Offside: Review

Offside: Review

Offside is a new documentary from film maker Miguel Gaudêncio. The documentary follows a group of women for the female Polish football team. During the documentary we see the grueling training that they must go through for the pre-season. Their coach puts them to the test, pushing them to their outer-most limits – making for a taxing, difficult, yet ultimately necessary and rewarding experience for these women.

Offside is not exactly something that would interest me usually. I have little to no interest in football myself – I know, a rare thing for a British man. I have never really gotten into it or even see much of the appeal of the sport myself. But then again, in my spare time I sit on my sofa and press a few buttons which makes little graphics on my TV move somehow, so who am I to judge. I do understand the passion that people can feel for it, and honestly, it’s great to see.

Here in Britain it is something that, seemingly, the whole country can get behind and feel united with. It is and always will be a huge thing and, particularly over the last few years, female football has become larger and more respected. Now it is almost as huge as male football, so I think that Offside has come out at the opportune time.



Something that I must add is that this documentary is in Polish. As such, viewers who do not speak Polish will need to turn on the CC for subtitles. This would be an essential point anyway, but considering that this is an entirely narration and on-location based documentary, I can’t express that point enough. This did have the extra issue for me that it wasn’t too nice to look at visually.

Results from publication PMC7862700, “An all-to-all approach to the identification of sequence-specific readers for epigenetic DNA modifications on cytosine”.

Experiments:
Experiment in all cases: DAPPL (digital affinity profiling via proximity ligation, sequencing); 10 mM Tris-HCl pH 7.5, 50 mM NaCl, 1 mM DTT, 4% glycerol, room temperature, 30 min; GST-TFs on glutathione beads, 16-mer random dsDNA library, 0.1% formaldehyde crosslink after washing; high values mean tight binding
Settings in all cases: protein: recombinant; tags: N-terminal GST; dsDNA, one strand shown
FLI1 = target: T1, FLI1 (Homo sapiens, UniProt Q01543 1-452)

Documentaries are a whole different kettle of fish to movies and TV. There isn’t always the prep time required for TV and none of the flashy effects or top of the line equipment of Hollywood for them. It’s also quite distasteful at times to mess with what has been given. But it didn’t change the fact that this was likely filmed on the fly and felt like it.

Offside is shot in black and white. I honestly didn’t understand why. I found that it didn’t aid the film stylistically, in fact it did the opposite – throughout I was only thinking, why is this in black and white? It also made the on-location feel less authentic. It is unfortunate because I did find what these young women went through to be interesting.

On the whole it is a very inspiring film. It shows how far we can go to achieve what we want, or at least have a good shot at what we want. It shows how little status and prejudice means – not just in the feminist way, but for anybody out there. It also demonstrates well how sometimes we need a push in order to get there, and how much or how little we can take. It is grueling but can ultimately be rewarding.

I feel that this is an excellent message, and sports – especially one like football – are a fantastic way to express this kind of uplifting message. I do feel like, for me, the technical of the film got in the way – how it was shot and the unnecessary lack of colour hurt it for me. It wasn’t for me in the end, but I can see the audience and I know that this will be loved. I sincerely hope that it does go on to inspire many more along the way.


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Callum spends most free days with friends (mostly watching films, to be honest), caring for his dog, writing, more writing and watching films whenever he can find the chance (which is very often).

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